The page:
Rare Baby Whooping Crane Born At National Zoo Facility

There is some good news for whooping cranes. The Smithsonian Conservation Biology Institute (SCBI) in Front Royal, Virginia, announced that its first-ever whooping crane baby has hatched. The chick is thriving, which is encouraging as the species is highly endangered.

SCBI, which is part of Smithsonian’s National Zoo and Conservation Biology Institute, shared the news of the chick, which hatched on May 26, on social media.

“Whoop! Whoop! For the first time, a whooping crane—one of the most endangered species of crane in the world —hatched May 26 at the Smithsonian Conservation Biology Institute, and is thriving,” the zoo wrote in a Facebook post showing the baby bird.

Baby whooping crane and parents
Smithsonian's National Zoo and Conservation Biology Institute

The egg went on a long journey before arriving at the Smithsonian facility.

“Our bird team took the then-egg under their wing May 18, after the International Crane Foundation and Necedah National Wildlife Refuge found the egg abandoned in a wild nest in Wisconsin,” wrote the National Zoo in a Twitter post (along with the photo of the adorable chick standing among clovers).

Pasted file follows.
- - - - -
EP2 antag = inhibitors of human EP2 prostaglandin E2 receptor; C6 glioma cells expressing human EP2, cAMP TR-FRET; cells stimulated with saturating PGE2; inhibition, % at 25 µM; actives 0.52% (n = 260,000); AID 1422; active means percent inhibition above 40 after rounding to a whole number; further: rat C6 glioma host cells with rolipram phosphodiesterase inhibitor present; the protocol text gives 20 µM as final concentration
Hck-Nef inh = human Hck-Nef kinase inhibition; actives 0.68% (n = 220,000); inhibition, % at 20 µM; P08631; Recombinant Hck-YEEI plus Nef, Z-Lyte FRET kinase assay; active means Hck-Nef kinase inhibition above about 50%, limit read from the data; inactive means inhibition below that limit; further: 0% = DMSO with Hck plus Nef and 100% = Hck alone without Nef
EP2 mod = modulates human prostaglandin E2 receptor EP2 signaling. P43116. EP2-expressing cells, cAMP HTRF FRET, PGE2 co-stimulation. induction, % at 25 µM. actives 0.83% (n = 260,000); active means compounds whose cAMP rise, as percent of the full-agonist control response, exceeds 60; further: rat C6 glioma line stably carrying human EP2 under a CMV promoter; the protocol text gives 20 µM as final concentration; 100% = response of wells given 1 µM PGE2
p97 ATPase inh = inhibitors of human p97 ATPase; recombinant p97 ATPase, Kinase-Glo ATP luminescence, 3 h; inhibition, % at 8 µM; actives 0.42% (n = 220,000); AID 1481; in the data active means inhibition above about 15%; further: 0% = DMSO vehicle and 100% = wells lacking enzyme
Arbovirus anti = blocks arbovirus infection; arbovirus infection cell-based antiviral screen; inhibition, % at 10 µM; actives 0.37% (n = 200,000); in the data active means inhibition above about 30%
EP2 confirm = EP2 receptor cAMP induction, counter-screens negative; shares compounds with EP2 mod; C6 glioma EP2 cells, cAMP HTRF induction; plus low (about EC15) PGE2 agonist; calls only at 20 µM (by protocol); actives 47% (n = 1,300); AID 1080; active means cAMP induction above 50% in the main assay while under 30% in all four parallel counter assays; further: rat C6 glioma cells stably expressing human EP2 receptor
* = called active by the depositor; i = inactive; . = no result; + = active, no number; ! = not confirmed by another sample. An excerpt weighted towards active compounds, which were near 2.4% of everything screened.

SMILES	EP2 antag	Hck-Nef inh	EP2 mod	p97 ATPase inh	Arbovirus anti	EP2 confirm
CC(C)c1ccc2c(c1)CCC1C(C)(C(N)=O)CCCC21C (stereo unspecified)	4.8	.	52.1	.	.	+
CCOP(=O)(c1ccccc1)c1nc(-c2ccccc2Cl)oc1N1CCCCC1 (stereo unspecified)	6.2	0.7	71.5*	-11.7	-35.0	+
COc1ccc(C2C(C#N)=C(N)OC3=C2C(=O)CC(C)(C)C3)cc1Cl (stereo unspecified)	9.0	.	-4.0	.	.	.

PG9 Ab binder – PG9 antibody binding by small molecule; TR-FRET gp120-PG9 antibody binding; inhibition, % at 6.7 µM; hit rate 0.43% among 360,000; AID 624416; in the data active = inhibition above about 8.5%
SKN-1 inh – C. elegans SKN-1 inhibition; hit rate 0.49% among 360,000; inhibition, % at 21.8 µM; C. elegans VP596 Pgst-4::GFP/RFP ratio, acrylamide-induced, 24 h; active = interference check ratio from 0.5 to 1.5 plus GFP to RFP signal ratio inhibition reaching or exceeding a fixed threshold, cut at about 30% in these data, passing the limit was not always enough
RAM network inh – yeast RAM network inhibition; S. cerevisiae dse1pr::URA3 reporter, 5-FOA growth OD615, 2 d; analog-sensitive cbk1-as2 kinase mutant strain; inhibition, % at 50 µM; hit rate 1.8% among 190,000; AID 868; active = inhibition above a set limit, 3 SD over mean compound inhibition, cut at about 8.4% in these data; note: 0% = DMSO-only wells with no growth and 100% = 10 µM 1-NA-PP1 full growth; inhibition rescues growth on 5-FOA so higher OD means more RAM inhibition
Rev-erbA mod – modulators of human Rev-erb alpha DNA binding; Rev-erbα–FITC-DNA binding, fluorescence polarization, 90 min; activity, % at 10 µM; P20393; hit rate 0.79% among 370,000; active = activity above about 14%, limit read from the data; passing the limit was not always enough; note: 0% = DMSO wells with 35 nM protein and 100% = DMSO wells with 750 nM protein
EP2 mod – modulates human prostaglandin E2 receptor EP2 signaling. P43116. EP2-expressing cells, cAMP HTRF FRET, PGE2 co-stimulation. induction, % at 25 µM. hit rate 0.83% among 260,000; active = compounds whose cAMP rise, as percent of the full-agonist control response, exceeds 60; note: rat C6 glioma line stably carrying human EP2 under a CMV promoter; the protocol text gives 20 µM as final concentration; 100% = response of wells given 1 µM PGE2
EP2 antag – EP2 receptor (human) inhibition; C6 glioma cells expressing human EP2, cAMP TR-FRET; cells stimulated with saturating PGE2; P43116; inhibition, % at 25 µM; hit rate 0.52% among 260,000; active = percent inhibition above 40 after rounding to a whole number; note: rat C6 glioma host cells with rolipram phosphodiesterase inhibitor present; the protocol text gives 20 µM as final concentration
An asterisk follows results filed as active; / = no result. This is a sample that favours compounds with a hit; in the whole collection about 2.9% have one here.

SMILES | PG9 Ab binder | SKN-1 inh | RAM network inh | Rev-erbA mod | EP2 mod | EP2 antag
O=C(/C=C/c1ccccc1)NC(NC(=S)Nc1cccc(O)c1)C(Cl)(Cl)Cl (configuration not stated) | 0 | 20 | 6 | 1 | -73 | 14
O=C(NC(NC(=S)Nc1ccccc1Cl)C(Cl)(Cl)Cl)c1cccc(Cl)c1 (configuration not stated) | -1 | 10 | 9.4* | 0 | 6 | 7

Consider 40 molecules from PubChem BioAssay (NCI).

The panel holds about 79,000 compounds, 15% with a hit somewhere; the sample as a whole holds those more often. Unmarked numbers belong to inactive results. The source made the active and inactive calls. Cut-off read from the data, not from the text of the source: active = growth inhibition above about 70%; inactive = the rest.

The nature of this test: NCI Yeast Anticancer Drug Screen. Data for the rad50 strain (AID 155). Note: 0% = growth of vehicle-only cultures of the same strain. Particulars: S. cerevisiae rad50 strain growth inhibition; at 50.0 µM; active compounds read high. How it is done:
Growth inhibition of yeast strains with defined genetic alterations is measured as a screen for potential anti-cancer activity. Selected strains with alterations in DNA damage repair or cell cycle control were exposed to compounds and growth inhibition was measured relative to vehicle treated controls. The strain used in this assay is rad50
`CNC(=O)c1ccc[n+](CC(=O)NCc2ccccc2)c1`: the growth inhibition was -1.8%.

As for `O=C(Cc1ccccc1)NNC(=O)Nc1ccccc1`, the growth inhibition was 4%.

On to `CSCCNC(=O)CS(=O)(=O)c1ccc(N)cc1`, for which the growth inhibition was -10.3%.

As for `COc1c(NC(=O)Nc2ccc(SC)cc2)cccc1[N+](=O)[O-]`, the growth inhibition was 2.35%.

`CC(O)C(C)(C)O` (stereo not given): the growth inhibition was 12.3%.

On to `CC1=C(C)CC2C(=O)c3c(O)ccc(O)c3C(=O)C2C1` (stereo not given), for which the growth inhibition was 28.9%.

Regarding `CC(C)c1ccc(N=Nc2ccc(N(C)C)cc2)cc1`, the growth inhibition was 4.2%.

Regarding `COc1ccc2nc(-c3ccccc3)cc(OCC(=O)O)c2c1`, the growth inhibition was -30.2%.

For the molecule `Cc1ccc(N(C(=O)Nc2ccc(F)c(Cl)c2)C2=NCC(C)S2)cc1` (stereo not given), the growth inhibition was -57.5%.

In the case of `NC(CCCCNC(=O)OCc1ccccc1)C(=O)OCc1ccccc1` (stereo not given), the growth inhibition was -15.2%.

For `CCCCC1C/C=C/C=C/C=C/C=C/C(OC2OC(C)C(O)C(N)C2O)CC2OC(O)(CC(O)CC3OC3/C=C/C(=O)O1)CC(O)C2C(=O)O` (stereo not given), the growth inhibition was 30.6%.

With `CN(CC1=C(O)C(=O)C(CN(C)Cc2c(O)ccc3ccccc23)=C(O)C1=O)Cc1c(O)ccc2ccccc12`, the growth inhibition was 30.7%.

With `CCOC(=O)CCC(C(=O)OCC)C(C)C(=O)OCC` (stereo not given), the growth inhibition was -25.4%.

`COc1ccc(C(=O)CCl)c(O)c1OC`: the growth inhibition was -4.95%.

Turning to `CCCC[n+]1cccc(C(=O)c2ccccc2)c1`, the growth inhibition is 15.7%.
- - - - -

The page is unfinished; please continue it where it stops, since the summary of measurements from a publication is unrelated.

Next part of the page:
A second tweet in the series also notes that two adult whooping cranes were selected to serve as the baby’s surrogate parents: a Tehya, a 16-year-old female, and Goliath, a 25-year-old male. The pair had already been caring for two of their own eggs this spring, but both turned out to be infertile. A press release from the institute explained that biologists swapped out the infertile eggs for a fake egg so they’d continue their parenting behaviors. Then, just before the egg from Wisconsin was ready to hatch, they switched it in for the fake egg.

“When the colt hatched, both parents immediately began caring for it,” the statement says. “Keepers and veterinarians are allowing the family to bond without interference.”

Whooping crane chicks are called “colts” because of their long legs and appearance of galloping when they run. Although they fledge between 80 and 100 days old, the colts tend to stay close to their parents’ territories for up to nine months.

Experts estimated that only 22 whooping cranes remained in the wild in 1941. Their near-extinction was caused by many factors — beginning in the 1800s and continuing today — including the destruction of their habitats, hunting and poaching, climate change, natural disasters and oil spills. Thanks to conservation efforts, approximately 700 whooping cranes now live in the wild, and 140 live in human care. According to the U.S. Geological Survey (USGS), all living whooping cranes are descendants of a core flock of only 16 birds.